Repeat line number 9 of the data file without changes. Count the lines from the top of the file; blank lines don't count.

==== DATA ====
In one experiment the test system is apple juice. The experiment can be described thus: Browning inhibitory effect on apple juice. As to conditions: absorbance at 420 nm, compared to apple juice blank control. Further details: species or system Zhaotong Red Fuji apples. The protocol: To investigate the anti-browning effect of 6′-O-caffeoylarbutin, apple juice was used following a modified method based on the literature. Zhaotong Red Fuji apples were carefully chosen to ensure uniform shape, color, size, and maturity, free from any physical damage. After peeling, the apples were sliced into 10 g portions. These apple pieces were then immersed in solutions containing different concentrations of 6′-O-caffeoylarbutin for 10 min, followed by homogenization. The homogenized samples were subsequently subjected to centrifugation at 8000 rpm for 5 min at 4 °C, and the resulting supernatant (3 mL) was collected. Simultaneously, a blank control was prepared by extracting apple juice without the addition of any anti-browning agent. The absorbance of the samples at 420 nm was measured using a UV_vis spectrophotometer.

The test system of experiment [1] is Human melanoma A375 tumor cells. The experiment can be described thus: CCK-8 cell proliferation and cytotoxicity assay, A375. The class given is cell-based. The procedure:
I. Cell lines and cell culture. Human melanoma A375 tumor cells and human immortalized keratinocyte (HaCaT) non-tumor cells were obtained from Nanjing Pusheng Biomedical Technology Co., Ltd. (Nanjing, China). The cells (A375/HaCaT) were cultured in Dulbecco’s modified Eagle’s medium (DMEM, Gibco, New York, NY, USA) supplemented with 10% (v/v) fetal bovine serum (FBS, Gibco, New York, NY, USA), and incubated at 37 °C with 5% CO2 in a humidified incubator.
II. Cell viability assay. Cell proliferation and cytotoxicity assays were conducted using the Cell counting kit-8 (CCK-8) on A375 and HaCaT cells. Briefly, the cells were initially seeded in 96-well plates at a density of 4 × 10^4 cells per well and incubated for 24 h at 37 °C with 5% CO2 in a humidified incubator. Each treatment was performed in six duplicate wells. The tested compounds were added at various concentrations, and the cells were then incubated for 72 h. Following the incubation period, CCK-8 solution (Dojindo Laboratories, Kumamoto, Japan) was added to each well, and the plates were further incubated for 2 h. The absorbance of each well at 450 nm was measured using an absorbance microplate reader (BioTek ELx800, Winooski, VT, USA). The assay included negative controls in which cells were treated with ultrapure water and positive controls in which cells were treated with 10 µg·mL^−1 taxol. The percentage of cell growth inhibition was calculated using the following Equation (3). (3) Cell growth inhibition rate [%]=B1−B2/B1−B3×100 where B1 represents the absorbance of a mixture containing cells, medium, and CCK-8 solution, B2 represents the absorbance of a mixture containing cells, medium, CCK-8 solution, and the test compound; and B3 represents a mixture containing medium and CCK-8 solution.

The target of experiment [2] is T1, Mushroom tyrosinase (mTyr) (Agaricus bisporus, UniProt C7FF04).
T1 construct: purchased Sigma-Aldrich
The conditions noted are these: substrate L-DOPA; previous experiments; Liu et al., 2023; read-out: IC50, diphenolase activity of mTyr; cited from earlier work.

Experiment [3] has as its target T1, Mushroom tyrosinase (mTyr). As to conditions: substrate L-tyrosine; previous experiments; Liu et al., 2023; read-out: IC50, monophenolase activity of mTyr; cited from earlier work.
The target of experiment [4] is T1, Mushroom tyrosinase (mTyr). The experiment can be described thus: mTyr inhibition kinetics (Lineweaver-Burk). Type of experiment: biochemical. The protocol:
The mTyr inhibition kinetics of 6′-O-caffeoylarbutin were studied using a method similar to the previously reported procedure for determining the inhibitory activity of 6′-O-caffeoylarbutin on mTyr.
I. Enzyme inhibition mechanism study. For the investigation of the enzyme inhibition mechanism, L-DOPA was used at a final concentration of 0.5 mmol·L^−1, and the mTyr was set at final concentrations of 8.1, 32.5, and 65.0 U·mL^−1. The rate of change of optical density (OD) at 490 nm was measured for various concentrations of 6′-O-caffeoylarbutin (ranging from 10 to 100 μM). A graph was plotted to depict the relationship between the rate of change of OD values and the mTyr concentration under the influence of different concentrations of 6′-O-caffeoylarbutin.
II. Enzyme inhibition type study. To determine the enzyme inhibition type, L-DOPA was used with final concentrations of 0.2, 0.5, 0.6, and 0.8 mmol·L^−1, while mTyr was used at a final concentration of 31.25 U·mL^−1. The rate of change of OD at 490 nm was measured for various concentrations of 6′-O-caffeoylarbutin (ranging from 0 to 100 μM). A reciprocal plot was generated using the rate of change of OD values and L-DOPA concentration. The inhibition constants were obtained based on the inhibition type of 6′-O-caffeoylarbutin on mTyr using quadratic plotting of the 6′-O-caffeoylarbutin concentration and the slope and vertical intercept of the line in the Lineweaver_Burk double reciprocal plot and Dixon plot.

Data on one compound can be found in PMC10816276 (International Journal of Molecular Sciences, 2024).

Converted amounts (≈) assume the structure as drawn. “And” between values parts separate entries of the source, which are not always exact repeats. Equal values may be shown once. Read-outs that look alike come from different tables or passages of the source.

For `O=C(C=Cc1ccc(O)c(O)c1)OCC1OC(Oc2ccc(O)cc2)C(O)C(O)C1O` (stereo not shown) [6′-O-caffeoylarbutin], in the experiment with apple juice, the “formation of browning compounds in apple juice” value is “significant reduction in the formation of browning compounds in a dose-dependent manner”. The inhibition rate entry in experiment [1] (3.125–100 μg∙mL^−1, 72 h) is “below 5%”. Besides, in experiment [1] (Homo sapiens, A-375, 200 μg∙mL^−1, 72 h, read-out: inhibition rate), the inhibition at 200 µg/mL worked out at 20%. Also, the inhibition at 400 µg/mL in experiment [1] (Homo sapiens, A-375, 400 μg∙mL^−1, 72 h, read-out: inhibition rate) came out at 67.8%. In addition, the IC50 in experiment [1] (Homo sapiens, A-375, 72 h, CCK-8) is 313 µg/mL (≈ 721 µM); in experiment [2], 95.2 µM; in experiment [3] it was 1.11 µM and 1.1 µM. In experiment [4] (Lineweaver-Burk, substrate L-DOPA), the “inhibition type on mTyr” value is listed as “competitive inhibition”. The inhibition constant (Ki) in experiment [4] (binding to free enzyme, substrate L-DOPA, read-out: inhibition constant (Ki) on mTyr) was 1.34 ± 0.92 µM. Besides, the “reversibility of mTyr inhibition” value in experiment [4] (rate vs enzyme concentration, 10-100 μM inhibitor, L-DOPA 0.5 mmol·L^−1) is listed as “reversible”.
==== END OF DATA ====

The target of experiment [4] is T1, Mushroom tyrosinase (mTyr). The experiment can be described thus: mTyr inhibition kinetics (Lineweaver-Burk). Type of experiment: biochemical. The protocol: